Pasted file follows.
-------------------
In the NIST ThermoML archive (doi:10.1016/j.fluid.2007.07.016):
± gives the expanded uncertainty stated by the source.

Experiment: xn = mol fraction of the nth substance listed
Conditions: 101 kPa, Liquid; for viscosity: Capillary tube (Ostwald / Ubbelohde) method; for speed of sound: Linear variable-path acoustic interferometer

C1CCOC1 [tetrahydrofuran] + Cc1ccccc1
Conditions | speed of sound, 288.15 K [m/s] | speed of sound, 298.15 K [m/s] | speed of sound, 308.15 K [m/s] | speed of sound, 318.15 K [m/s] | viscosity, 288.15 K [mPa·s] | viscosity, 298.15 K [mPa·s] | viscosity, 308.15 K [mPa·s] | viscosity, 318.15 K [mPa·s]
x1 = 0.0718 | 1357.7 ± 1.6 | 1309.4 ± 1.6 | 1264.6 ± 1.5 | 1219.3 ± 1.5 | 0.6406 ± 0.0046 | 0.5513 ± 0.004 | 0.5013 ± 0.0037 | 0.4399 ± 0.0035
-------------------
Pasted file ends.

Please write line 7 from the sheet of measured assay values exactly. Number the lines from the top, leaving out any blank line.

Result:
x1 = 0.0718 | 1357.7 ± 1.6 | 1309.4 ± 1.6 | 1264.6 ± 1.5 | 1219.3 ± 1.5 | 0.6406 ± 0.0046 | 0.5513 ± 0.004 | 0.5013 ± 0.0037 | 0.4399 ± 0.0035